‘Life and Death of Brian Jones’ digs deeper into the Rolling Stones ‘Death – Variety4 min read
Even for Obsessive Rolling Stones fans, the story of the death of guitarist Brian Jones nearly 51 years ago was so clouded with misinformation, controversy and fighting agendas that one is only surprised at a certain time. An asthma patient with a long history of substance abuse, he drowned in the pond of his beautiful home on July 2, 1919, a few weeks after he came out of the rocks. Although the subject of his death was officially ruled by Corona, little is known about who was present, what their motives were, and exactly where they sank.
“Rolling Stone: The Life and Death of Brian Jones” repeated many well-established facts – and was made explicitly without the cooperation of Stones’ organization – it goes a long way in clarifying the facts, and Jones presents plausible evidence that, if not murdered, However, he will be killed in a massacre. Although the documentary does not feature any band members, filmmakers have worked hard to present descriptions of many people who were neglected by Jones and the group’s close associates during the 1990s. , Friends Stanislas “Stash” Klosowski de Rola and members of Pretty Things Dick Taylor and Phil May, who died the following year – and presented a truly new account of travel-related matters.
The film argues that Jones’ killer was a man named Frank Tharogood, who was probably working on renovations to the guitarist’s home, although “freeloiding” is probably the more appropriate word for what he and his collaborators are doing. According to a third-hand account, Thoroughbred confessed to his execution for killing Jones.
However, the 90-minute-long dock took time to get there, spending the first hours on well-known stories about Jones ‘childhood, his important role in the band’s formation, its emergence and its early success – he was the undisputed leader at the Stones’ early years. Charisma, insecurity, substance abuse, camouflage and selfless, vindictive and often physically offensive behavior. At first, he arranged to pay more than the other band members, for which they never forgave him; At the time of her death, she gave birth to six children, including six separate women. His memorable insecurities only grew as Mick Jagger and Keith Richards – whose group’s early director, Andrew Log Oldham – initially considered him a budding lyricist – quickly adopted him as the group’s focal point and leader.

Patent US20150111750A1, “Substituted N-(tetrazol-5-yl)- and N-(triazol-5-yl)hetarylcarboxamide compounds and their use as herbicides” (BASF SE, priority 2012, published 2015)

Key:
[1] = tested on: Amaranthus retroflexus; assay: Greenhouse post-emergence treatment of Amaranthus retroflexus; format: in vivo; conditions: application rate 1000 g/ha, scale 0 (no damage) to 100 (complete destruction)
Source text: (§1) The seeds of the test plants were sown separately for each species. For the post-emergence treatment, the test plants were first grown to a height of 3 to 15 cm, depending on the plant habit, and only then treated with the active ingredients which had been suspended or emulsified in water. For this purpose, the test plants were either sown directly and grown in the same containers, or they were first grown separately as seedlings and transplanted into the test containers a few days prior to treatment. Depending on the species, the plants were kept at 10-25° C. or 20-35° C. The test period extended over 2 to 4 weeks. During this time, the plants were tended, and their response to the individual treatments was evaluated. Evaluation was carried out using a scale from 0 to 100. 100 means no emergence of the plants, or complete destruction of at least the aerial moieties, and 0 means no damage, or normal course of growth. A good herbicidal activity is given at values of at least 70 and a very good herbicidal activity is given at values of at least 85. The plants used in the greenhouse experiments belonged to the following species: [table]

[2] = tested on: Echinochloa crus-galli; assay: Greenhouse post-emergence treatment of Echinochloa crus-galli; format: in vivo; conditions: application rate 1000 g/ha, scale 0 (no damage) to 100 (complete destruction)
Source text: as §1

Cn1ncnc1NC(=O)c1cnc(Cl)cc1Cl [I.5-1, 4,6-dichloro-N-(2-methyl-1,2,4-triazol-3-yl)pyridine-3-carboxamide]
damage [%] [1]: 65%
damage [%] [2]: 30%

Many of the descriptions for him by the people listed above include “Torture Soul, Unbalanced, Cracked, Weak, Manipulative, Satan,” are Bob Dylan famously greeted Jones – with whom he was friends and who sang the song “Ballad of a Thin Man” about him. Wrote – “Hi Brian, how is your paranoia?”
Several things, however, suggest that as his behavior and health deteriorated, “there was a lot of hatred towards Brian” from his colleague Stones. The last straw came in 1967, when Jones fell ill while on vacation with his girlfriends Anita Palenberg and Richards, the couple simply abandoned him and fled together – they would be a couple for the next 20 years – they left him Hotel Bill
After that, his fall was quick: “He changed suddenly, and alarmingly,” his father said in a taped interview from the 1970s and 1970s. A notoriously corrupt police officer in London (almost a setup almost twice) raped her twice for drugs, which only exacerbated her ill health, substance abuse, insecurity, and paranoia. As his musical contribution to the group declined dramatically in the second half of the ’60s, he opted for uninterrupted, incoherent and playable recording sessions. His drug record would have made it impossible for him to travel to the United States with the Stones, but in May 1999 he was asked to leave the team for the same reason. Less than six weeks later, he died.
The documentary has found its notch and is among the evidence surrounding John’s death, originally directed by journalist Scott Jones, who tried unsuccessfully to reopen the investigation into the guitarist’s death in 2010. In addition to Thoroughbred, the incident centers around an underworld character with a Stones named Tom Keelak, and according to various theories, he and Thoroughbred’s construction collaborators are “expelling” Jones until he fires them – and he dies the next day. The film combines the theory that about a dozen people were at home on the night of John’s death – some of them were Tharogood and associates, who were still hanging after the shooting – and Jones and Thorogood entered a film arguing. Holding the water’s edge at the bottom of the water, they argued that Jones’ body had been moved to the pool, where asthma was found after his death. Many of Jones’ assets were later – and mysteriously – disappeared from the home after his death, with Killock, who died in 2009, identified as the culprit.
Although it covers quite a well-traveled land, it also presents a case for the theories of “Brian Jones’ life and death” and shows rare video footage, photos and interviews with many people as well as great research whose documents the filmmakers were intelligent to document (above all, None of us are getting younger). It paints a realistic picture of Jose himself, whose insecurity, cruelty and substance abuse have finally surpassed his talent, allure and charisma.
“He was a great man somewhere,” said his ex-girlfriend Searlet in heavy-accent English. “She was embarrassed too.”